Pediatric and Adult Recommendations Vary for Sibling Testing in Cystic Fibrosis
Four to 5 % of cystic fibrosis (CF) patients are diagnosed as adults and often have subtler symptoms. Their siblings are at genetic risk to also have a subtler disease state. Diagnostic testing is recommended for siblings of newly diagnosed infants, but recommendations are less clear for later diagnoses. This study explored sibling testing recommendations in pediatric and adult practice using a survey that was emailed to CF clinicians. There were 58 respondents. Results revealed that 82.5% of pediatric and 36.4% of adult care respondents reported always recommending diagnostic testing for siblings of a newly diagnosed patient. In adult care, another 33.3% reported recommending diagnostic testing if the sibling has symptoms. In pediatric care, whether the sibling had newborn screening was most influential. Most pediatric respondents prefer the sweat chloride test, while 40% in adult practice prefer familial mutation analysis. Perceived barriers included cost, insurance coverage and logistical concerns in both settings, parental emotional state in pediatrics, and concern making recommendations for someone who is not the patient in adult care. Genetic counselors may be able to meet familial needs in CF care, including sibling testing. Many newly diagnosed patients/families do not see a genetic counselor, especially in adult care. These data reveal opportunities for practice guidelines and standardization.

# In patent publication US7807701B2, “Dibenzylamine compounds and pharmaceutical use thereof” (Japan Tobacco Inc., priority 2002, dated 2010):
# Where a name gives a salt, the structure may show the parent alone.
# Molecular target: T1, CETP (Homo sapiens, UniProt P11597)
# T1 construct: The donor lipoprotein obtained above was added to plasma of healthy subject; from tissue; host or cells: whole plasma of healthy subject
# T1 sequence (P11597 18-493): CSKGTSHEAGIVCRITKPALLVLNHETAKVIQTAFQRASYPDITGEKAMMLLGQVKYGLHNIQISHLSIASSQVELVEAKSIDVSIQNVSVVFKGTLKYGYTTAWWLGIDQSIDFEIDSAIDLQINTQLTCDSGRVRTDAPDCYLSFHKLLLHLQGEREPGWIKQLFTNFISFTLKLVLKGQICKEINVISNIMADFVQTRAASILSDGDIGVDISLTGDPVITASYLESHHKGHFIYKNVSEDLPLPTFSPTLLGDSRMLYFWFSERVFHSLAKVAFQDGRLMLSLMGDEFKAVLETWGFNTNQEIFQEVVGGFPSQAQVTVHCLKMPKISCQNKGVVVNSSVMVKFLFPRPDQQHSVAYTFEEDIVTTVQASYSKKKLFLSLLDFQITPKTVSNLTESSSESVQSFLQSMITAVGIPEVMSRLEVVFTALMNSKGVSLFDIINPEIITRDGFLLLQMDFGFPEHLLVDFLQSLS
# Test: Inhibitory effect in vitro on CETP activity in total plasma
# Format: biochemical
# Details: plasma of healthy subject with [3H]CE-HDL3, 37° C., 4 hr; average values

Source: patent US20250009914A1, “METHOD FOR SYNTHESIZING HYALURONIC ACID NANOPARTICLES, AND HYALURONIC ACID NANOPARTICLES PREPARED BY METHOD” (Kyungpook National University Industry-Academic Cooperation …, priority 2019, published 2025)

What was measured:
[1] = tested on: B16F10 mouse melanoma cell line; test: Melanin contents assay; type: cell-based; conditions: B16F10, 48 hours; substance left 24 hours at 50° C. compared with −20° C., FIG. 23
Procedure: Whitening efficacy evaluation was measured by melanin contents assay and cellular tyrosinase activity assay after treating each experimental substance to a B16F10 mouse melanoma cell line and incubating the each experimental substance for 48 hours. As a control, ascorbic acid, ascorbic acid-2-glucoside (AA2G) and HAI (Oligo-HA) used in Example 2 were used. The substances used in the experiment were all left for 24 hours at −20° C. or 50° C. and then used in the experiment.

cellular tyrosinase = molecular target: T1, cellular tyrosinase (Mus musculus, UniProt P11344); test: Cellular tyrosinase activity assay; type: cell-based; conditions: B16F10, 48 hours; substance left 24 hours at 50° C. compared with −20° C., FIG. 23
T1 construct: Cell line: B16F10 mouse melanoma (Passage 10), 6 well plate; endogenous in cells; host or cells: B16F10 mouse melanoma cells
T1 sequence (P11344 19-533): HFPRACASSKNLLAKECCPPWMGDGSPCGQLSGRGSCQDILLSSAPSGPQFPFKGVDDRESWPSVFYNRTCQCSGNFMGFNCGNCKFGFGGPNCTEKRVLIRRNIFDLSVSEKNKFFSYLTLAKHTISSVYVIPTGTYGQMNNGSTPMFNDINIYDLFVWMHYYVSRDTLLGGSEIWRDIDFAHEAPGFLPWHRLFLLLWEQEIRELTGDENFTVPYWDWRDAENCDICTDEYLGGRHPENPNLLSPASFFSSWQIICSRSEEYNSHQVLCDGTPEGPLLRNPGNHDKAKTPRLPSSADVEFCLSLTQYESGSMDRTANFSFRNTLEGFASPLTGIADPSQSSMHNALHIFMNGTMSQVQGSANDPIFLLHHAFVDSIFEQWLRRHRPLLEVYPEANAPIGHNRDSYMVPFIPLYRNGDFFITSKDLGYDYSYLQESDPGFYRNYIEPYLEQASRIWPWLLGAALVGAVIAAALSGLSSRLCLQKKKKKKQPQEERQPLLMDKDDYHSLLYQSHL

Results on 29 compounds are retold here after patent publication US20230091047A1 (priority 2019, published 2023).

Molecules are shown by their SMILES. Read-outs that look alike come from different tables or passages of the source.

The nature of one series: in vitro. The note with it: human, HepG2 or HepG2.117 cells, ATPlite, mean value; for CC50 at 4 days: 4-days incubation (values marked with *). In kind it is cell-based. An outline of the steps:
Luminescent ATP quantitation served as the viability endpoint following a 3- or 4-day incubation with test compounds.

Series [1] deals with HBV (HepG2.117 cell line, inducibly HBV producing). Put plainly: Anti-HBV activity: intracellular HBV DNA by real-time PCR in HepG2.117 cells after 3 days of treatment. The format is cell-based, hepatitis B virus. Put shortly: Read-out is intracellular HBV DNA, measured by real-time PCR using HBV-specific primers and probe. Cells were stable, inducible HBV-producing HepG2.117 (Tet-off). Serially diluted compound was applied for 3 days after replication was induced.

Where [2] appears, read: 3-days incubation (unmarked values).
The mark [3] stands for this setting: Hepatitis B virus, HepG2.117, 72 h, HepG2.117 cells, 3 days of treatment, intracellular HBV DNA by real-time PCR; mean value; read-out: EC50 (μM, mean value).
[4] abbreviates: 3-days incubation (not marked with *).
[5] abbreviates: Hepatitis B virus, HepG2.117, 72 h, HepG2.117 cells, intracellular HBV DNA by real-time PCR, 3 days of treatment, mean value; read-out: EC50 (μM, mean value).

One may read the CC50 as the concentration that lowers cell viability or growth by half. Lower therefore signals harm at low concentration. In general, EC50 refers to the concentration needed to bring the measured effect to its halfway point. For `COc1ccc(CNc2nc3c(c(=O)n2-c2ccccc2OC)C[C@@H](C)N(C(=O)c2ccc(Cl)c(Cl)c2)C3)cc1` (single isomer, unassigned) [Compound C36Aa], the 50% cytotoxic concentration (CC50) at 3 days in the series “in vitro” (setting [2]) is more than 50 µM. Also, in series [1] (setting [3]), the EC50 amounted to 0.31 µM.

KeywordsCystic fibrosis Genetic testing Family testing Genetic counseling Recommendations
Cystic Fibrosis Foundation
Cystic Fibrosis Foundation Learning and Leadership Collaborative
Kimberly Brown and Patrick Flume conducted this research and authored this manuscript, and performed data analysis with the assistance of Suchit Kumbhare, M.B.B.S., M.S.
Compliance with Ethical Standards
Conflict of Interest
Kimberly L. Brown and Patrick A. Flume declare that they have no conflict of interest.
Human Studies and Informed Consent
This research was reviewed and approved by the Institutional Review Board at the Medical University of South Carolina. All procedures performed in studies involving human participants were in accordance with the ethical standards of the institutional and/or national research committee and with the 1964 Helsinki Declaration and its later amendments or comparable ethical standards. For this type of study, formal consent is not required.
No animal studies were carried out by the authors for this article.
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